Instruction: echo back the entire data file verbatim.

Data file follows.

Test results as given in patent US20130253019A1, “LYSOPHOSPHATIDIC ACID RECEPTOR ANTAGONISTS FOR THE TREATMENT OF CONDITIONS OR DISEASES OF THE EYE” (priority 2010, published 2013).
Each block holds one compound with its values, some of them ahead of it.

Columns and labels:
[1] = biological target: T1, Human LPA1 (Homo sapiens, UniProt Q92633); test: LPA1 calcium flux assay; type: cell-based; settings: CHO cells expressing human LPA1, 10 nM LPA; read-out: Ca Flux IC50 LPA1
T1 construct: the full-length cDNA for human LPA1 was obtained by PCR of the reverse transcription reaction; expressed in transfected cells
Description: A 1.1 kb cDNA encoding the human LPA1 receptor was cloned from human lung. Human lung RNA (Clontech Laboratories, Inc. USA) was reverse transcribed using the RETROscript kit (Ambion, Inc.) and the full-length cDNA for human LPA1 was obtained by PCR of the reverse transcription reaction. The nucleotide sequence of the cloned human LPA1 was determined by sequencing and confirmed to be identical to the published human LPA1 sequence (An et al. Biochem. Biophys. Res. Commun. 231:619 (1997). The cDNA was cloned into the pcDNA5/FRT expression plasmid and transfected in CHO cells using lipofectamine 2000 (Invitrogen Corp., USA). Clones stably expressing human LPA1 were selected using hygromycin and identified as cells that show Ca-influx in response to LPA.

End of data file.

Test results as given in patent US20130253019A1, “LYSOPHOSPHATIDIC ACID RECEPTOR ANTAGONISTS FOR THE TREATMENT OF CONDITIONS OR DISEASES OF THE EYE” (priority 2010, published 2013).
Each block holds one compound with its values, some of them ahead of it.

Columns and labels:
[1] = biological target: T1, Human LPA1 (Homo sapiens, UniProt Q92633); test: LPA1 calcium flux assay; type: cell-based; settings: CHO cells expressing human LPA1, 10 nM LPA; read-out: Ca Flux IC50 LPA1
T1 construct: the full-length cDNA for human LPA1 was obtained by PCR of the reverse transcription reaction; expressed in transfected cells
Description: A 1.1 kb cDNA encoding the human LPA1 receptor was cloned from human lung. Human lung RNA (Clontech Laboratories, Inc. USA) was reverse transcribed using the RETROscript kit (Ambion, Inc.) and the full-length cDNA for human LPA1 was obtained by PCR of the reverse transcription reaction. The nucleotide sequence of the cloned human LPA1 was determined by sequencing and confirmed to be identical to the published human LPA1 sequence (An et al. Biochem. Biophys. Res. Commun. 231:619 (1997). The cDNA was cloned into the pcDNA5/FRT expression plasmid and transfected in CHO cells using lipofectamine 2000 (Invitrogen Corp., USA). Clones stably expressing human LPA1 were selected using hygromycin and identified as cells that show Ca-influx in response to LPA.